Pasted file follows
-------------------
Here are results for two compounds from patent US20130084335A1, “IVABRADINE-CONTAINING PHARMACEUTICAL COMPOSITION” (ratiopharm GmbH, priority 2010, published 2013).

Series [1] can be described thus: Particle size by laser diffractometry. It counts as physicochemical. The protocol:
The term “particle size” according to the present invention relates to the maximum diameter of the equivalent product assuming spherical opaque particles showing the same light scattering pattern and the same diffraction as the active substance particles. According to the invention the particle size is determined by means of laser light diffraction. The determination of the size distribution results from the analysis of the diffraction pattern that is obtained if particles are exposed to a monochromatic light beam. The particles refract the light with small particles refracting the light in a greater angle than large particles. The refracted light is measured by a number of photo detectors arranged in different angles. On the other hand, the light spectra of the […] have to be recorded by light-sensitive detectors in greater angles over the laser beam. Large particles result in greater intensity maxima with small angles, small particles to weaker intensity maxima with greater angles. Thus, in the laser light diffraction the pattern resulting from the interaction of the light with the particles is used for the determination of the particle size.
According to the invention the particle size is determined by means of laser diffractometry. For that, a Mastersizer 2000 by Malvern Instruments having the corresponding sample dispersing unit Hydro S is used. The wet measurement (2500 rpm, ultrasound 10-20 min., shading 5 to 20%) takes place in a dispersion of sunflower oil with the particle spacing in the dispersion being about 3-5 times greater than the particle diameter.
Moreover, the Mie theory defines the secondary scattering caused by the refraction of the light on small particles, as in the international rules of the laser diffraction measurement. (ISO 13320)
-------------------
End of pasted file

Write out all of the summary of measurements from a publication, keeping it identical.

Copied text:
Here are results for two compounds from patent US20130084335A1, “IVABRADINE-CONTAINING PHARMACEUTICAL COMPOSITION” (ratiopharm GmbH, priority 2010, published 2013).

Series [1] can be described thus: Particle size by laser diffractometry. It counts as physicochemical. The protocol:
The term “particle size” according to the present invention relates to the maximum diameter of the equivalent product assuming spherical opaque particles showing the same light scattering pattern and the same diffraction as the active substance particles. According to the invention the particle size is determined by means of laser light diffraction. The determination of the size distribution results from the analysis of the diffraction pattern that is obtained if particles are exposed to a monochromatic light beam. The particles refract the light with small particles refracting the light in a greater angle than large particles. The refracted light is measured by a number of photo detectors arranged in different angles. On the other hand, the light spectra of the […] have to be recorded by light-sensitive detectors in greater angles over the laser beam. Large particles result in greater intensity maxima with small angles, small particles to weaker intensity maxima with greater angles. Thus, in the laser light diffraction the pattern resulting from the interaction of the light with the particles is used for the determination of the particle size.
According to the invention the particle size is determined by means of laser diffractometry. For that, a Mastersizer 2000 by Malvern Instruments having the corresponding sample dispersing unit Hydro S is used. The wet measurement (2500 rpm, ultrasound 10-20 min., shading 5 to 20%) takes place in a dispersion of sunflower oil with the particle spacing in the dispersion being about 3-5 times greater than the particle diameter.
Moreover, the Mie theory defines the secondary scattering caused by the refraction of the light on small particles, as in the international rules of the laser diffraction measurement. (ISO 13320)